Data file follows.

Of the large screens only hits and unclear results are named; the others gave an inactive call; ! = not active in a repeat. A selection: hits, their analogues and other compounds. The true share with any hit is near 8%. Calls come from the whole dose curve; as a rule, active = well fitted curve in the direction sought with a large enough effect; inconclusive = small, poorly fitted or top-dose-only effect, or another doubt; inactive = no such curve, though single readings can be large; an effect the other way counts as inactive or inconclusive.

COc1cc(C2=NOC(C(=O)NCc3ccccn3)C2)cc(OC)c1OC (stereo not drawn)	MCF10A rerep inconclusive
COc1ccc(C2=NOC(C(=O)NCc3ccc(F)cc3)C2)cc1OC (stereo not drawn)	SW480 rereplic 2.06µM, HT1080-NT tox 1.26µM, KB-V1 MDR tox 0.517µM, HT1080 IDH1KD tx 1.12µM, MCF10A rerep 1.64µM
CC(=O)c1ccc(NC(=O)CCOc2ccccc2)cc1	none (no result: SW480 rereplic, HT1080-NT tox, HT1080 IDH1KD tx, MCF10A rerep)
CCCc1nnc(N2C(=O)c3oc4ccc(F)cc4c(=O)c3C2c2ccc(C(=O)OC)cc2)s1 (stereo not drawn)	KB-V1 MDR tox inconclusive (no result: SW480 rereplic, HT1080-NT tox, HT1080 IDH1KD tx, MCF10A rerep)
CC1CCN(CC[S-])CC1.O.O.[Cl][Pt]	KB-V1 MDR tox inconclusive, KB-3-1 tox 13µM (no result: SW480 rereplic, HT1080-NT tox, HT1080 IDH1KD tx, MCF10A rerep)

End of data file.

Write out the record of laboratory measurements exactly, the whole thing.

Of the large screens only hits and unclear results are named; the others gave an inactive call; ! = not active in a repeat. A selection: hits, their analogues and other compounds. The true share with any hit is near 8%. Calls come from the whole dose curve; as a rule, active = well fitted curve in the direction sought with a large enough effect; inconclusive = small, poorly fitted or top-dose-only effect, or another doubt; inactive = no such curve, though single readings can be large; an effect the other way counts as inactive or inconclusive.

COc1cc(C2=NOC(C(=O)NCc3ccccn3)C2)cc(OC)c1OC (stereo not drawn)	MCF10A rerep inconclusive
COc1ccc(C2=NOC(C(=O)NCc3ccc(F)cc3)C2)cc1OC (stereo not drawn)	SW480 rereplic 2.06µM, HT1080-NT tox 1.26µM, KB-V1 MDR tox 0.517µM, HT1080 IDH1KD tx 1.12µM, MCF10A rerep 1.64µM
CC(=O)c1ccc(NC(=O)CCOc2ccccc2)cc1	none (no result: SW480 rereplic, HT1080-NT tox, HT1080 IDH1KD tx, MCF10A rerep)
CCCc1nnc(N2C(=O)c3oc4ccc(F)cc4c(=O)c3C2c2ccc(C(=O)OC)cc2)s1 (stereo not drawn)	KB-V1 MDR tox inconclusive (no result: SW480 rereplic, HT1080-NT tox, HT1080 IDH1KD tx, MCF10A rerep)
CC1CCN(CC[S-])CC1.O.O.[Cl][Pt]	KB-V1 MDR tox inconclusive, KB-3-1 tox 13µM (no result: SW480 rereplic, HT1080-NT tox, HT1080 IDH1KD tx, MCF10A rerep)